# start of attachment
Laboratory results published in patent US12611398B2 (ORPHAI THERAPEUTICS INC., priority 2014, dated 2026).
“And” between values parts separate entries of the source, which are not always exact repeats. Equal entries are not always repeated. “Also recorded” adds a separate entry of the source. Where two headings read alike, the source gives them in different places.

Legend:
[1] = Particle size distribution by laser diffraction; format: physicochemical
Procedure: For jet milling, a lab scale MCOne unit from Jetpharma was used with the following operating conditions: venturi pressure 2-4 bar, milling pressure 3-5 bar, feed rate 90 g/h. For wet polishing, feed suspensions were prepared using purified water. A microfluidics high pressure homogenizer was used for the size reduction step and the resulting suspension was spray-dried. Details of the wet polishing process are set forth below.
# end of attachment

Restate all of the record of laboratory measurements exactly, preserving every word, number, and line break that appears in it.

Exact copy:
Laboratory results published in patent US12611398B2 (ORPHAI THERAPEUTICS INC., priority 2014, dated 2026).
“And” between values parts separate entries of the source, which are not always exact repeats. Equal entries are not always repeated. “Also recorded” adds a separate entry of the source. Where two headings read alike, the source gives them in different places.

Legend:
[1] = Particle size distribution by laser diffraction; format: physicochemical
Procedure: For jet milling, a lab scale MCOne unit from Jetpharma was used with the following operating conditions: venturi pressure 2-4 bar, milling pressure 3-5 bar, feed rate 90 g/h. For wet polishing, feed suspensions were prepared using purified water. A microfluidics high pressure homogenizer was used for the size reduction step and the resulting suspension was spray-dried. Details of the wet polishing process are set forth below.